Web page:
10 foods you can eat past the expiration date
Do you find yourself throwing milk, eggs and meat away because they’re past the expiration date? You could be unnecessarily wasting good food.
According to a study conducted by the Natural Resources Defense Council and Harvard Law School’s Food Law and Policy Clinic, we’re taking those expiration and sell-by dates too literally. Nine out of 10 Americans waste food due to confusion over the expiration date - about $165 billion worth annually.
The dates we find printed on products are the manufacturer’s suggestion for when the food is at its freshest, not when it is unsafe. And the sell-by date can be confusing, leading people to throw out the food well before it’s gone bad.
If you’re tired of wasting good food, here are 10 foods that can be eaten past the expiration date, if properly stored.
Meat: If you freeze it, it will give the meat around a 50% longer shelf life.
Canned goods: Keep the cans in a cool, dark area to extend — and in some instances, double — the shelf life.
Eggs: Men’s Health nutrition expert Alan Aragon suggests doing a float test for the eggs. If you put an egg in a bowl of water and it floats, it means gases have built up in the shell, and it’s not safe to eat. If it sinks, you’re good to go.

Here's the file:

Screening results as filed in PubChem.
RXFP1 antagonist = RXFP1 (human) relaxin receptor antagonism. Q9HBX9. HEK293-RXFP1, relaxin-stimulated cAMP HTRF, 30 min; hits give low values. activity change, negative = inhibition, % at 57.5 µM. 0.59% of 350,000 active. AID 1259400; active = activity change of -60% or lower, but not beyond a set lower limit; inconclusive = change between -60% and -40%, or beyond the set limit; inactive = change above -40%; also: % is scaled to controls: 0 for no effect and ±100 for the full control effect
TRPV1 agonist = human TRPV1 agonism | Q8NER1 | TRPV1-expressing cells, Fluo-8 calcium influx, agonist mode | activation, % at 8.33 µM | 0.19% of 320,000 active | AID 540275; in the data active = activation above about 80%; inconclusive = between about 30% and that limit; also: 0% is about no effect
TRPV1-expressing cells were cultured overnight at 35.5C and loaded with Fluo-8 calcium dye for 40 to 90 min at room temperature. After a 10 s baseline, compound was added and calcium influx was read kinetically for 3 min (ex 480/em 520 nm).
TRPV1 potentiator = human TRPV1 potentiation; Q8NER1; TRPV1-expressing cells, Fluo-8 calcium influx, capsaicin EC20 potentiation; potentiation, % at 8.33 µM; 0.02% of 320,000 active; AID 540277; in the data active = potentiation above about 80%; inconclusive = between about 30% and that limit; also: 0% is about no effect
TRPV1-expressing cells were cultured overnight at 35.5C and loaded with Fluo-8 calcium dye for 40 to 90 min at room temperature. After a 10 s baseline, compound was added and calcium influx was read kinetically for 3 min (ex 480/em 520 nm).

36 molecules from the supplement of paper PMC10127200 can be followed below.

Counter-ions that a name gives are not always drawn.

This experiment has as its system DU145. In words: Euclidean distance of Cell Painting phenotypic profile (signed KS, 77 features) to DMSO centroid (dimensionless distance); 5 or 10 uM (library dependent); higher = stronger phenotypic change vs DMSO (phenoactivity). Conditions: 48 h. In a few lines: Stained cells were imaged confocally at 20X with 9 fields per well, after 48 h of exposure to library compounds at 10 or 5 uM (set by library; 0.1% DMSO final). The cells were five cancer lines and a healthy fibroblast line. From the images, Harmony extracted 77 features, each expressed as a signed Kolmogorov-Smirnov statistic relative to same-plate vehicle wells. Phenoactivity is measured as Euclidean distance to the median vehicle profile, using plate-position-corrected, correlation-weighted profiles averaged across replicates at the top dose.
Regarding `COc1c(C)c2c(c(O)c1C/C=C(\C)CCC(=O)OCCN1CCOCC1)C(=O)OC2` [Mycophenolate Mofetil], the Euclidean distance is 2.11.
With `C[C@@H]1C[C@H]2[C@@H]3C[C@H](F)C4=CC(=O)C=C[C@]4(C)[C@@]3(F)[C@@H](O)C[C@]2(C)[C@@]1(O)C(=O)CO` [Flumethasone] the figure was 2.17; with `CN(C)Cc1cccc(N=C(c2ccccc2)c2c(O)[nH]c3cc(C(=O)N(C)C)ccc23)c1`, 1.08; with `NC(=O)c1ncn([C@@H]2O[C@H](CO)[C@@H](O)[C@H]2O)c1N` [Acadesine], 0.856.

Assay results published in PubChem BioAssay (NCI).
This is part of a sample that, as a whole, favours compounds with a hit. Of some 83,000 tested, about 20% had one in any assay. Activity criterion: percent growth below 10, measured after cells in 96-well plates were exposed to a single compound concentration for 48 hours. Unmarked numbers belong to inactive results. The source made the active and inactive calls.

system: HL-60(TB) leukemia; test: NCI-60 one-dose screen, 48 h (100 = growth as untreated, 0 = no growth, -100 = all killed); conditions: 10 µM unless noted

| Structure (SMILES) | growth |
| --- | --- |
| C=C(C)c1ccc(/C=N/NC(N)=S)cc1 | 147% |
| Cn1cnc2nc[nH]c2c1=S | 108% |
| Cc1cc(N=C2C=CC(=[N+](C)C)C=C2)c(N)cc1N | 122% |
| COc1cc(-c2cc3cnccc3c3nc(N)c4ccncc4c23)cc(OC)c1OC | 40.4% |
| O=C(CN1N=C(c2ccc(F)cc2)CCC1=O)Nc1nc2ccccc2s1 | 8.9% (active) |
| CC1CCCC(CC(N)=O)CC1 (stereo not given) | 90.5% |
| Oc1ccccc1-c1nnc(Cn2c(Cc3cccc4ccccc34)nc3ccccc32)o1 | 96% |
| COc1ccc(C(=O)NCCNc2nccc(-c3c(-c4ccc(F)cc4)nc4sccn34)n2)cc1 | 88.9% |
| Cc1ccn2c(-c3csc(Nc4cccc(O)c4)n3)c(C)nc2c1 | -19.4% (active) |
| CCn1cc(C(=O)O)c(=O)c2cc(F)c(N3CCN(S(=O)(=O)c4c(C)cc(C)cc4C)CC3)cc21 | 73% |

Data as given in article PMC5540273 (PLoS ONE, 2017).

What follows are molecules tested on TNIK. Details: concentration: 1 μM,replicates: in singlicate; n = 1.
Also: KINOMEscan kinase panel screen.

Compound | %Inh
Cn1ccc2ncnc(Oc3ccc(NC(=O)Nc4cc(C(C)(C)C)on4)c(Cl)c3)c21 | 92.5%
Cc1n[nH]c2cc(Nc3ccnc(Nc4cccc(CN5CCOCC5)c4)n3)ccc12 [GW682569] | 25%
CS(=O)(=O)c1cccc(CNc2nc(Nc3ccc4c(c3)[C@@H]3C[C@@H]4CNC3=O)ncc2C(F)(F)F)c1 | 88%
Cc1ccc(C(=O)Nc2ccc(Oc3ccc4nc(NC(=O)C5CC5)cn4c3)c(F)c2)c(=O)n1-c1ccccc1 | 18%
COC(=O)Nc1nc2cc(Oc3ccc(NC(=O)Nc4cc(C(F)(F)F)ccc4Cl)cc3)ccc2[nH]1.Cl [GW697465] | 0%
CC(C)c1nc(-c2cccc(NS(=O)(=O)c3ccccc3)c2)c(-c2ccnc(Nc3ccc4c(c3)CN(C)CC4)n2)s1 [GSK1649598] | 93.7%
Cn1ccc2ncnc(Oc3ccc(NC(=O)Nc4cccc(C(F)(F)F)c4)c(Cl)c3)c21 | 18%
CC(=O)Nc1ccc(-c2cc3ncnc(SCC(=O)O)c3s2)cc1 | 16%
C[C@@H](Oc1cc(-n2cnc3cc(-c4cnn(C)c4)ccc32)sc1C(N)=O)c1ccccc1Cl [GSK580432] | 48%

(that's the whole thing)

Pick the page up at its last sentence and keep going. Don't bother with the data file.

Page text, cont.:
Pasta: Since it’s a dry, hard product, it won’t spoil easily. You can use it past the expiration date, just make sure it doesn’t smell funny.
Bread: Bread will keep in the freezer past the expiration date as long as you don’t spot any mold.
Fresh fruits and vegetables: Use common sense with fruits and vegetables. Check if it’s mushy, moldy or has an “off” smell.
Frozen food: These products will keep long after the expiration date, but if we’re talking meat, the expiration period will usually only extend by 50%.
Packaged greens. It’s OK to eat the lettuce if it’s wilting, just not decaying. Food safety expert Ted Labuza suggests soaking the lettuce in ice water for 10 minutes.
Dry goods (crackers, corn chips): Check if the chips or crackers are stale. You can try crisping them in the toaster oven. But if they smell odd, throw them away.
Milk: Labuza says pasteurized milk will keep 50% longer if you store it at a lower temperature. Try storing at the back of the fridge rather than the fridge door.
Want more useful food news? Follow me on Twitter: @Jenn_Harris_
Eat your way across L.A.
Get our weekly Tasting Notes newsletter for reviews, news and more from critics Bill Addison and Patricia Escárcega.
You may occasionally receive promotional content from the Los Angeles Times.